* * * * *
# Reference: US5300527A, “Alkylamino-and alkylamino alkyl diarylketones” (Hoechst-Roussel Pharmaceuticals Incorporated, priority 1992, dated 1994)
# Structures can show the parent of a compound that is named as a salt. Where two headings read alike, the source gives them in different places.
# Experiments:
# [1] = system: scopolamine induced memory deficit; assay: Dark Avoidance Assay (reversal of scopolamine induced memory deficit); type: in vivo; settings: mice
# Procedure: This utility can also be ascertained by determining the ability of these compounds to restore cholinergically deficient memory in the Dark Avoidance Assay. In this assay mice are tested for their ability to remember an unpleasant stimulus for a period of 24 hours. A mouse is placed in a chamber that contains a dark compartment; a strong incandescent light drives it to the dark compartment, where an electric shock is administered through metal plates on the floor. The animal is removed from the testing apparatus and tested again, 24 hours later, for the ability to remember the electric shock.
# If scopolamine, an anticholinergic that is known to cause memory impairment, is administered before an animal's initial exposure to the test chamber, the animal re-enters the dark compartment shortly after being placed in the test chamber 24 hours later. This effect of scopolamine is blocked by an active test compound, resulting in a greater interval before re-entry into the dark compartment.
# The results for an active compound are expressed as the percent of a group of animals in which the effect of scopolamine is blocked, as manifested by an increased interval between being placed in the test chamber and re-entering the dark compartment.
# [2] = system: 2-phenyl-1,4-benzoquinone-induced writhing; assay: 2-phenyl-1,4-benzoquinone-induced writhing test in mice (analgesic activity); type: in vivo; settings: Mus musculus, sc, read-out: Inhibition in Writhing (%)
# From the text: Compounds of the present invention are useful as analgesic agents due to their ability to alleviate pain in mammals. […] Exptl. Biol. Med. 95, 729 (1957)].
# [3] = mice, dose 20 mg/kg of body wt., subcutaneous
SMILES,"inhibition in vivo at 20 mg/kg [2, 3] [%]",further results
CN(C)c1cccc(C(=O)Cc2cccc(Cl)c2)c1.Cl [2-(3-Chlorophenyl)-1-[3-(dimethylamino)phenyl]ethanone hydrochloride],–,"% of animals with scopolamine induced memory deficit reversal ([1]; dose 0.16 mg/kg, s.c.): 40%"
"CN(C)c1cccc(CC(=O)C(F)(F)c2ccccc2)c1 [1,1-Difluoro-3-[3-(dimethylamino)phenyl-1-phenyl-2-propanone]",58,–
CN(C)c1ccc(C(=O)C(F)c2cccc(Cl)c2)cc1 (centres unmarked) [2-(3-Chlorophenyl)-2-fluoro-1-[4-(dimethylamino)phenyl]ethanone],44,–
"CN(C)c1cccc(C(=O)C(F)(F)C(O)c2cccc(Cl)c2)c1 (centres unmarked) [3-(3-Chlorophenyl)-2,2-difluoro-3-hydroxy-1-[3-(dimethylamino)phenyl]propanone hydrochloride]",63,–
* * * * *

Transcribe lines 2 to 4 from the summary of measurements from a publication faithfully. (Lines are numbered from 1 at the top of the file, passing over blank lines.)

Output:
# Structures can show the parent of a compound that is named as a salt. Where two headings read alike, the source gives them in different places.
# Experiments:
# [1] = system: scopolamine induced memory deficit; assay: Dark Avoidance Assay (reversal of scopolamine induced memory deficit); type: in vivo; settings: mice